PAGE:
TITLE: Fasnet Gschell Mask
TYPE: face mask
COUNTRY: Germany
DESCRIPTION: Gschell narro (clown) mask
MAKER: Helmut Kramer (Rottweil, 1931-2016)
CEREMONY: Fasnet (Carnival)
AGE: ca. 1970s-1980s
OTHER MATERIALS: oil paint; horsehair; satin ribbons; mirrors

In many parts of Swabia and Bavaria, Carnival (usually called Fasnet or Fastnet in this region of Germany) is celebrated with parades of masked clowns (Narren).  The clown parade (Narrensprung) is organized by guilds, all members of which wear similar costumes and masks.  Each town has its own guilds, with some overlap in styles of Narro.  Like this one, most are creepy in an inimitably Germanic way. Their purpose is to usher in the spring with joy and laughter.

Carnival in Rottweil extends back at least to the 14th century, and the Gschell—the smiling, childlike clownis probably the oldest and most dominant character of Fasnet in Rottweil. They appear in white linen costumes with as many as six leather belts holding large bells, which he makes ring by walking with a bouncy step (Jucken). In the past, they also wore three fox tails on their hood, a practice that has been fortunately discontinued with increasing enlightenment about animal rights, and sausages on his wrist as a symbol of fertility. The Gschell also wears a horsehair wig (Rosshaarkranz) with ribbons and mirrors to satirize vanity.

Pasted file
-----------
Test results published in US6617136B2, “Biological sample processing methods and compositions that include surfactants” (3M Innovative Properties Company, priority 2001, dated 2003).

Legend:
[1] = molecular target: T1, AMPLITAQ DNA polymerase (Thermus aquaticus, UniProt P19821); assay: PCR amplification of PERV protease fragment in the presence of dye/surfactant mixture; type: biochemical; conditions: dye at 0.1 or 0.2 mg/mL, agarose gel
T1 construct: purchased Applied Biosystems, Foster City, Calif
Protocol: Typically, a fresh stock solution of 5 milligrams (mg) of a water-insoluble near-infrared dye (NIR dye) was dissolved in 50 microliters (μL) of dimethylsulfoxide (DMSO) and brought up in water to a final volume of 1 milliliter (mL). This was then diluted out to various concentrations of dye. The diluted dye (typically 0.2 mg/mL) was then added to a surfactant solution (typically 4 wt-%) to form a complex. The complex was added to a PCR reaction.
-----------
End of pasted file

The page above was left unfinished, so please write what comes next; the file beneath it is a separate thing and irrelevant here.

This specific mask was carved by the late master, Helmut Kramer of Rottweil.

Regrettably, the best texts on Carnival in Bavaria and Swabia are still available in German only: Heinz Wintermantel’s Hoorig, hoorig isch die Katz (Würzburg: Konrad Theiss, 1978) and Dick Eckert’s Die Werdenfelser Fasnacht und ihre Larven (Volk Verlag München, 2015).